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A day in the life of...

Typically my day starts around 5:30 – 6:30 depending on how many miles I've got to travel to site.  I usually get there for between 7:30 & 8:30 according the client’s time-frames.  If it’s a big site, the first thing I do is report to the site office, have a chat to the site agent to find out where I’m going to be working, which plots need testing and what result they’re aiming for.  It’s likely that I've already got the information before I get there but it’s best to check.

Once I know where I’m going, I head off to have a quick look round the building to see if there’s anything obvious in terms of where the air might escape.  If things aren't up to scratch I get hold of the site agent and point it out so they can make some changes.  Quite often there isn't anything obvious but if there is I can call on a laborer to help me out.  When I've completed the visual inspection I set about getting on with the job.  I take the measurements and do my calculations.  Any fiddly bits of measuring have to be done by hand but that’s fine.

The next step is to tape up any vents in the windows and bathrooms.  Sometimes this is done before I get there if I’ve been to site before and on other occasions I get help doing it.  It just depends really – sometimes I have to do it myself.

On to the test …

I put the kit in the door, take the readings and write them down.  I fire up the laptop, enter the readings and we have a result. When it passes, everyone’s happy, if it’s failed we do what we can to find out why.  If the client can put things right within an hour, generally speaking I stay on site to test again.  That’s easier when there’s more than one test on a site.  Once all the testing’s done I check in to the site office to share the results.  If it’s all hunky dory I might get a cuppa and then off to the next site where I do exactly the same thing.

Once I get back home I’ll fill in my time sheet whilst I remember then I log in to see what’s there for tomorrow.  I call the following day’s clients to arrange a time, trying to sort it in the best geographical order and off we go again.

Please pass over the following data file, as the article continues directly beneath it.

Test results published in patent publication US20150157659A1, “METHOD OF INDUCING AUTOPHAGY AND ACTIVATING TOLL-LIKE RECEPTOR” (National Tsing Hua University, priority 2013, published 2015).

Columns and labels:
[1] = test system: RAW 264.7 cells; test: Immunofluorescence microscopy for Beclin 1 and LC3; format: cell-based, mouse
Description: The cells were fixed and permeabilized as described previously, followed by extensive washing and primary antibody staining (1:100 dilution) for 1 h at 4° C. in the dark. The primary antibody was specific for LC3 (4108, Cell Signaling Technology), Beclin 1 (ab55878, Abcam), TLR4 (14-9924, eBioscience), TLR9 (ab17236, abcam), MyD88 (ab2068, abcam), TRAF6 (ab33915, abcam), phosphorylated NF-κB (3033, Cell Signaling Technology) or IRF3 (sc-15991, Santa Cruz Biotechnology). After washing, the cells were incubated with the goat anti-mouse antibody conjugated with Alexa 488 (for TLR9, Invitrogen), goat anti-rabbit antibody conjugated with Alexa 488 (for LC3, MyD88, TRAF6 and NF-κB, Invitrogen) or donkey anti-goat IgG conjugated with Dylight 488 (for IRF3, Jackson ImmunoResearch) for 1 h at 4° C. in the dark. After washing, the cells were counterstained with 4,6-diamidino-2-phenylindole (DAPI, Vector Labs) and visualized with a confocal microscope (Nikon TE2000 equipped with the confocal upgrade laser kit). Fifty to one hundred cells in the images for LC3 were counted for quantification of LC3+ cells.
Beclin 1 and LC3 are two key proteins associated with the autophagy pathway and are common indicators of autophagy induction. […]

What do you love about your job?

Meeting different people each day and having that contact.  Sometimes we talk football but other times it might be purely about the job in hand.  I don’t mind.

What makes the day interesting?

It’s more interesting when you've got issues to overcome.  It’s all very well when it goes to plan but you get a lot of satisfaction by trying to get to the bottom of why the building won’t pass the regulations and hunting down where the leaks are and then helping to client by giving info on how they can put things right.

What are the challenges?

Finding the leaks!  Sometimes they’re obvious but other times they can be hidden away in boxing etc.  You have to be really sensitive in the way you put things across too as sometimes the guys on site will take it as a criticism on their work – which it might be.  Tact and diplomacy are essential and also being dedicated to helping the client as much as you can.

Getting people to understand that what you say is correct and something positive.

What do you like about working for Energist?

I get on great with the other engineers.  We speak on the phone most days to discuss what’s gone wrong and how things are going.  We also have a laugh,  it’s a real team

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Jon Ponting

Author: Jon Ponting

This article was published by Jon Ponting on 14.01.2014.